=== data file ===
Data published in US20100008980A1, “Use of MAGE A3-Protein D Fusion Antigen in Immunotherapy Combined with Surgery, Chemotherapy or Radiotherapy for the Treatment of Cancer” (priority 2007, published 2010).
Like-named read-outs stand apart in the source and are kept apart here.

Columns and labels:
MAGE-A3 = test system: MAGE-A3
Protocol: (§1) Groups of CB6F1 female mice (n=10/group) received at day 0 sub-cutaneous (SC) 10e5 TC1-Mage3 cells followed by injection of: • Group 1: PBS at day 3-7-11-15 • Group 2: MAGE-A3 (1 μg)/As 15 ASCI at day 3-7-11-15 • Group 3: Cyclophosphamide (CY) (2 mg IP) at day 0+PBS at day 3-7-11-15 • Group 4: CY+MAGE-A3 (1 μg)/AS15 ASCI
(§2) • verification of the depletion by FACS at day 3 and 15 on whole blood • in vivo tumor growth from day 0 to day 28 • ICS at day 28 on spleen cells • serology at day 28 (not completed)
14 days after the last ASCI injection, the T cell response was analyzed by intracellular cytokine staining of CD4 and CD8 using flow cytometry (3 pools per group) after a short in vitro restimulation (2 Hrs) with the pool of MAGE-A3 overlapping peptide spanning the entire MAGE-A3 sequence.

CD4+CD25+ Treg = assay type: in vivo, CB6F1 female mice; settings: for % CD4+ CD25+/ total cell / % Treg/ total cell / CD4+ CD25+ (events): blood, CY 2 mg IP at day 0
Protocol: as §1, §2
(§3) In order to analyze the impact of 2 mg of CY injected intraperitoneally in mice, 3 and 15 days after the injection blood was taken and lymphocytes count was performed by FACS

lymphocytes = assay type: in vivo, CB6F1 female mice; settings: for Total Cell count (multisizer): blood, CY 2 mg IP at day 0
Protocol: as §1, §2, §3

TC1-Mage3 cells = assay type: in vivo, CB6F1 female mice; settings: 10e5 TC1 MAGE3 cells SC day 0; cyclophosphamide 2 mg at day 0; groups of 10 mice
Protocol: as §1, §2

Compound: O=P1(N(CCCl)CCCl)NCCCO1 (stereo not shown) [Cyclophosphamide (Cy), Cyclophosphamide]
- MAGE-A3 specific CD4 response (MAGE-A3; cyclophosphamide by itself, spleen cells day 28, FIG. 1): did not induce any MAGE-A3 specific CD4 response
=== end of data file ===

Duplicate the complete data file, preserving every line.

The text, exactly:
Data published in US20100008980A1, “Use of MAGE A3-Protein D Fusion Antigen in Immunotherapy Combined with Surgery, Chemotherapy or Radiotherapy for the Treatment of Cancer” (priority 2007, published 2010).
Like-named read-outs stand apart in the source and are kept apart here.

Columns and labels:
MAGE-A3 = test system: MAGE-A3
Protocol: (§1) Groups of CB6F1 female mice (n=10/group) received at day 0 sub-cutaneous (SC) 10e5 TC1-Mage3 cells followed by injection of: • Group 1: PBS at day 3-7-11-15 • Group 2: MAGE-A3 (1 μg)/As 15 ASCI at day 3-7-11-15 • Group 3: Cyclophosphamide (CY) (2 mg IP) at day 0+PBS at day 3-7-11-15 • Group 4: CY+MAGE-A3 (1 μg)/AS15 ASCI
(§2) • verification of the depletion by FACS at day 3 and 15 on whole blood • in vivo tumor growth from day 0 to day 28 • ICS at day 28 on spleen cells • serology at day 28 (not completed)
14 days after the last ASCI injection, the T cell response was analyzed by intracellular cytokine staining of CD4 and CD8 using flow cytometry (3 pools per group) after a short in vitro restimulation (2 Hrs) with the pool of MAGE-A3 overlapping peptide spanning the entire MAGE-A3 sequence.

CD4+CD25+ Treg = assay type: in vivo, CB6F1 female mice; settings: for % CD4+ CD25+/ total cell / % Treg/ total cell / CD4+ CD25+ (events): blood, CY 2 mg IP at day 0
Protocol: as §1, §2
(§3) In order to analyze the impact of 2 mg of CY injected intraperitoneally in mice, 3 and 15 days after the injection blood was taken and lymphocytes count was performed by FACS

lymphocytes = assay type: in vivo, CB6F1 female mice; settings: for Total Cell count (multisizer): blood, CY 2 mg IP at day 0
Protocol: as §1, §2, §3

TC1-Mage3 cells = assay type: in vivo, CB6F1 female mice; settings: 10e5 TC1 MAGE3 cells SC day 0; cyclophosphamide 2 mg at day 0; groups of 10 mice
Protocol: as §1, §2

Compound: O=P1(N(CCCl)CCCl)NCCCO1 (stereo not shown) [Cyclophosphamide (Cy), Cyclophosphamide]
- MAGE-A3 specific CD4 response (MAGE-A3; cyclophosphamide by itself, spleen cells day 28, FIG. 1): did not induce any MAGE-A3 specific CD4 response